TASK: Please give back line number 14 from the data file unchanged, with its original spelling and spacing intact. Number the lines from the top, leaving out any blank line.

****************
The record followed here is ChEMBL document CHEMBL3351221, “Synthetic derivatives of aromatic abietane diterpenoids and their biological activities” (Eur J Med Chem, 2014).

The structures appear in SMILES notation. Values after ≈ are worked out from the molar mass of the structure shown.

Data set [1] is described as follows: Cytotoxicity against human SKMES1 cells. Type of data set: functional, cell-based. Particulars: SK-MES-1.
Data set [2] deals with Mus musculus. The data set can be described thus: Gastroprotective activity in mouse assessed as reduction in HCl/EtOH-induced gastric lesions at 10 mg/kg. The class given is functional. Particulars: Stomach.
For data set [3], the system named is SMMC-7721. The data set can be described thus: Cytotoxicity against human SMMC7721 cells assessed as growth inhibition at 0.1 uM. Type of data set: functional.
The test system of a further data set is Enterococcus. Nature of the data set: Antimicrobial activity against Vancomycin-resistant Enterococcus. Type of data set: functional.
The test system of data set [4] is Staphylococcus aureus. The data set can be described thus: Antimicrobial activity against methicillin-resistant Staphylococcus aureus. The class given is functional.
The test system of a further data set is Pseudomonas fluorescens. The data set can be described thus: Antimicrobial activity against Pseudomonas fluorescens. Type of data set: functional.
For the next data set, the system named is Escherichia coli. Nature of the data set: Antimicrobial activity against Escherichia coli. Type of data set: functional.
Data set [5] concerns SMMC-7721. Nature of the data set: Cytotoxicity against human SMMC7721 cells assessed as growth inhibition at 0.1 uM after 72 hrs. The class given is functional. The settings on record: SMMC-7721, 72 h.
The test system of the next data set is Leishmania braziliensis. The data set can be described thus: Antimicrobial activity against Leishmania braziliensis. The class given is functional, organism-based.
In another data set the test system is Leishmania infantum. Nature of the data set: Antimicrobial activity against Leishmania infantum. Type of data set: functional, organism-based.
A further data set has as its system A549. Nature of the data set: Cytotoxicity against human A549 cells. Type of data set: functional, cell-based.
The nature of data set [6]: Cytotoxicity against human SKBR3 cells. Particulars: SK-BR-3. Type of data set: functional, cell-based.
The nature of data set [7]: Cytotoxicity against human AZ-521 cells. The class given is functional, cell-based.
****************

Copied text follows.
The nature of data set [6]: Cytotoxicity against human SKBR3 cells. Particulars: SK-BR-3. Type of data set: functional, cell-based.